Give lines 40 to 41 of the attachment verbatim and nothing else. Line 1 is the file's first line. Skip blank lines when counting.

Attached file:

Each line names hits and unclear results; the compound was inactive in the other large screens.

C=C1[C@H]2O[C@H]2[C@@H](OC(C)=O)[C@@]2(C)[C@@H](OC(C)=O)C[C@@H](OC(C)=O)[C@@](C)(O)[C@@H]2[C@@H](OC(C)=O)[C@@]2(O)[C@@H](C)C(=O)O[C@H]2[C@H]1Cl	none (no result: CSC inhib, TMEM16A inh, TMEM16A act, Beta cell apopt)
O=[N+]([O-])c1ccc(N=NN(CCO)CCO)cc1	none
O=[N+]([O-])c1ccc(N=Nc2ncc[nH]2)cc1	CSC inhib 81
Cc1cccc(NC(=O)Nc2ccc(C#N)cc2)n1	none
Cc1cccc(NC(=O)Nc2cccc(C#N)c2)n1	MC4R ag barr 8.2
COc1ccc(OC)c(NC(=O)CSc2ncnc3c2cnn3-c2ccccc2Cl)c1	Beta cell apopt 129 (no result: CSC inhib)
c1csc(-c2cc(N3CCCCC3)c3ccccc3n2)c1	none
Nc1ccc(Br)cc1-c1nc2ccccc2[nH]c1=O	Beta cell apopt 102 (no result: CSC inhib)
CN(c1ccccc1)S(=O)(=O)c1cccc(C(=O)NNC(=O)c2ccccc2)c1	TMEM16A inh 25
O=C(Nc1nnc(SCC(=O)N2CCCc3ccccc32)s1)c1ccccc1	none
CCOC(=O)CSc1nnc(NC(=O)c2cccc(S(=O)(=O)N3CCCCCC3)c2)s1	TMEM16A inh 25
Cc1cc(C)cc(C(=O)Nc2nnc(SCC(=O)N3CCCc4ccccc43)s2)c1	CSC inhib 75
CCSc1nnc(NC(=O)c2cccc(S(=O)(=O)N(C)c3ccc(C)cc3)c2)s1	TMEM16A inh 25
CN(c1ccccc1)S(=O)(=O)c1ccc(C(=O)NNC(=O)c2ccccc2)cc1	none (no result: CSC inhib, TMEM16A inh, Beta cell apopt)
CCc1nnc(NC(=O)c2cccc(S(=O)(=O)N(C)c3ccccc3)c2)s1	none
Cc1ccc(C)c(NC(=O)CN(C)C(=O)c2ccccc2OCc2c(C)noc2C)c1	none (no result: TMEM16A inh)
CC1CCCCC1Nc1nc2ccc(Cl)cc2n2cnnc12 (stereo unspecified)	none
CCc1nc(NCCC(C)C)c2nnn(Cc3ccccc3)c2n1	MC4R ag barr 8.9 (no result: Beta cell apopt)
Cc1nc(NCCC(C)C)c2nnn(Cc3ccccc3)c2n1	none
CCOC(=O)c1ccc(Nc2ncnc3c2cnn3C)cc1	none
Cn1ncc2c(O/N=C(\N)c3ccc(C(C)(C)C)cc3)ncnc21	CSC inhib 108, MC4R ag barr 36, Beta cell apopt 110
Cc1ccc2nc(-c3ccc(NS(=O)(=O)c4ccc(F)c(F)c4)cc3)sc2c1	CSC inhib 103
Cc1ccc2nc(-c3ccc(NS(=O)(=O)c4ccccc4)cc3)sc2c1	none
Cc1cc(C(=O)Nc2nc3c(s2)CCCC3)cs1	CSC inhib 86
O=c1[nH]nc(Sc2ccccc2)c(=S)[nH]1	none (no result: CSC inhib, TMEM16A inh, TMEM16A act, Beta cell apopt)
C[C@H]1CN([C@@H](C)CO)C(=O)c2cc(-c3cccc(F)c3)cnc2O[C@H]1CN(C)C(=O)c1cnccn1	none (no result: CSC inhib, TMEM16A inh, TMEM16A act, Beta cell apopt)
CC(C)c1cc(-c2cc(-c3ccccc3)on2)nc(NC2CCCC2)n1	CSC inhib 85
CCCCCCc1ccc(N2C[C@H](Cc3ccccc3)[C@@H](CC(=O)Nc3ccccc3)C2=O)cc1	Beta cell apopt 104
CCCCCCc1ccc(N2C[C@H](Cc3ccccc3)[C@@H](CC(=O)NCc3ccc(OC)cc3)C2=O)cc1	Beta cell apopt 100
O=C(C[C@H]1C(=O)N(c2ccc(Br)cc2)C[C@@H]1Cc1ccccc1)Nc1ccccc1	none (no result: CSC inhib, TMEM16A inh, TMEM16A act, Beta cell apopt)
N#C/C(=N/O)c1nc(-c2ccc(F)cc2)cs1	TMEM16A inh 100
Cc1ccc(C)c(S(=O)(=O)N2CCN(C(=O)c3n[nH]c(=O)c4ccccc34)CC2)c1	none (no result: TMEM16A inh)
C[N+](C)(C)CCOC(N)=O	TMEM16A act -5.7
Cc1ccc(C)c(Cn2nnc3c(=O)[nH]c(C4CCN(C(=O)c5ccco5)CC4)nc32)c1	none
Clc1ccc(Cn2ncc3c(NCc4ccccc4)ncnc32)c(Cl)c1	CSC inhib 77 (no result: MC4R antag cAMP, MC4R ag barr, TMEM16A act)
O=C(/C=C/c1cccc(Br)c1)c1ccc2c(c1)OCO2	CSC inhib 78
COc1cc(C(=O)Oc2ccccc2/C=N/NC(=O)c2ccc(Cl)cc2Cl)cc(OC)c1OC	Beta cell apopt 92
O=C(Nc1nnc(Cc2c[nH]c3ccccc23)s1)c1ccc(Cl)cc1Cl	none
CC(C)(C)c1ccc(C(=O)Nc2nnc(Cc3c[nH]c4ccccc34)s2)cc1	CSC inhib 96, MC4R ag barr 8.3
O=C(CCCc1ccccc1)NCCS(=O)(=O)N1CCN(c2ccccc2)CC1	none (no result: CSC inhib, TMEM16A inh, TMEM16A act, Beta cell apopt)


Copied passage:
CC(C)(C)c1ccc(C(=O)Nc2nnc(Cc3c[nH]c4ccccc34)s2)cc1	CSC inhib 96, MC4R ag barr 8.3
O=C(CCCc1ccccc1)NCCS(=O)(=O)N1CCN(c2ccccc2)CC1	none (no result: CSC inhib, TMEM16A inh, TMEM16A act, Beta cell apopt)